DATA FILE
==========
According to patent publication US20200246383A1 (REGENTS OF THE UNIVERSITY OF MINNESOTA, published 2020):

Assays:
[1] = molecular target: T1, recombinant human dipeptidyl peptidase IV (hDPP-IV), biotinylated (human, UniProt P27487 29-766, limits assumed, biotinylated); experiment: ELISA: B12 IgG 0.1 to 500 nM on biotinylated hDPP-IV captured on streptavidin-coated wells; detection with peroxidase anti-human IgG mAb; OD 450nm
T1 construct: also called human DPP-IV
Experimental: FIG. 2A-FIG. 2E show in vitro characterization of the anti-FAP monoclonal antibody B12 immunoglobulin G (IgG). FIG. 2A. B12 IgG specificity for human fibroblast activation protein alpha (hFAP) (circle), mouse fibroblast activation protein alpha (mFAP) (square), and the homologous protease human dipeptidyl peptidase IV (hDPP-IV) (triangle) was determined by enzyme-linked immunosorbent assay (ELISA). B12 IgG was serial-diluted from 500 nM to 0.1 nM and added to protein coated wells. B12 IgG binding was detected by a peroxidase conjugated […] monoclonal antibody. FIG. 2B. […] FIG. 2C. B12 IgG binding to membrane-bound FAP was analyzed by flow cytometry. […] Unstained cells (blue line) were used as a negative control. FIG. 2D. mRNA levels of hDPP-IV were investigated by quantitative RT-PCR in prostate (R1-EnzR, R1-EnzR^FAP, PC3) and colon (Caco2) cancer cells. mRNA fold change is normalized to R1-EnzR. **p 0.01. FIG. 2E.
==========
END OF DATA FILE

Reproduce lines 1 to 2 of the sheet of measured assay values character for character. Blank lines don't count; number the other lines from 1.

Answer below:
According to patent publication US20200246383A1 (REGENTS OF THE UNIVERSITY OF MINNESOTA, published 2020):

Assays: